Last month, Democratic Representative Jessica Farrar introduced satirical bill H.B. 4260, or the Man's Right to Know Act, to the Texas legislature. After a first reading in the House, the bill has moved on to the State Affairs Committee. The so-called "masturbation bill" made headlines by proposing that men be fined $100 for every time they ejaculate outside of a woman.
#HB4260, “A Man's Right to Know," mirrors real TX laws and health care restrictions faced by TX women every #txlege session. — Jessica Farrar (@JFarrarDist148) March 11, 2017
The bill's purpose was to draw attention to the double standards and unfair burdens placed on women seeking reproductive health care by flipping the tables on some of the more inscrutable requirements women face, like unnecessary and invasive vaginal exams and ultrasounds, mandatory waiting periods before abortions, unwanted counseling on reproductive choices, and restricted access to birth control. Texas in particular has some pretty stringent laws, and by mid-January of this year legislators had already introduced eight new anti-abortion bills.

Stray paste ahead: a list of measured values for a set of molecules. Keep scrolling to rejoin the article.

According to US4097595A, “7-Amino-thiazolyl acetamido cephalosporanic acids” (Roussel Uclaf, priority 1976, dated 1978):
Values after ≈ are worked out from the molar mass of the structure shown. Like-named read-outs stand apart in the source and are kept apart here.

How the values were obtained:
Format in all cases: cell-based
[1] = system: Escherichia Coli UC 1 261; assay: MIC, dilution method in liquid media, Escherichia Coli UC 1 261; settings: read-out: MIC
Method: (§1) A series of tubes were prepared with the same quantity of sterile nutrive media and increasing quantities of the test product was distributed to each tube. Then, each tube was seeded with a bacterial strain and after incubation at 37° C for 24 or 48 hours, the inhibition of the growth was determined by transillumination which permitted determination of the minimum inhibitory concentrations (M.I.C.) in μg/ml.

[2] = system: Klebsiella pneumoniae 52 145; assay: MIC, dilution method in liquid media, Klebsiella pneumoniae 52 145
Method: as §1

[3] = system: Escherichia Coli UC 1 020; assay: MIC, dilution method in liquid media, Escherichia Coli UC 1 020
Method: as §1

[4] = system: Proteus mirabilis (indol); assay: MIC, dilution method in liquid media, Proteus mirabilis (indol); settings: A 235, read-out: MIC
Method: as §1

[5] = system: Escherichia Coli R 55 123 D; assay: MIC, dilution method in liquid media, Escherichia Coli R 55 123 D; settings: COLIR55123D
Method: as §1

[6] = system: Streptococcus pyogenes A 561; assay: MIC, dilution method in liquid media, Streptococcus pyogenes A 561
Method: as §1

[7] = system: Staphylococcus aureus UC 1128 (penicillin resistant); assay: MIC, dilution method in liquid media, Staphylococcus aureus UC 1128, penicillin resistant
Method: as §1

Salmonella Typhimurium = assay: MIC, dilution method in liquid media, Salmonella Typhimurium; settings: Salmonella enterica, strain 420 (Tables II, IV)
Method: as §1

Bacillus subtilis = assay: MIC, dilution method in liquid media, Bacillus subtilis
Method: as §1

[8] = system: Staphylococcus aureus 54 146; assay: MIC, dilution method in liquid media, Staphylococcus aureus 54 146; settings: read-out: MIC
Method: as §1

The Man's Right to Know Act, a direct response to the Women's Right to Know Act, proposed unnecessary rectal exams for men, waiting periods before getting vasectomies and Viagra prescriptions, required counseling by doctors about reproductive choices, and the infamous masturbation penalty. That last clause was likely a direct response to a bill that would require women to bury or cremate the remains of an abortion or miscarriage.
"There are inconsistencies in their [GOP lawmakers'] argument about the sanctity of life," Farrar told Mic. "If this is really about the sanctity of life, semen is a really important piece to that formula and we can't be wasting it, if that's the case. It should be used for what it was meant to be used for and that is to create life."
Professor of government at American University and director of the Women and Politics Institute Jennifer Lawless told Broadly, "It's not that these bills are written to be satirical, but the fact that they are considered satirical demonstrates the double standard."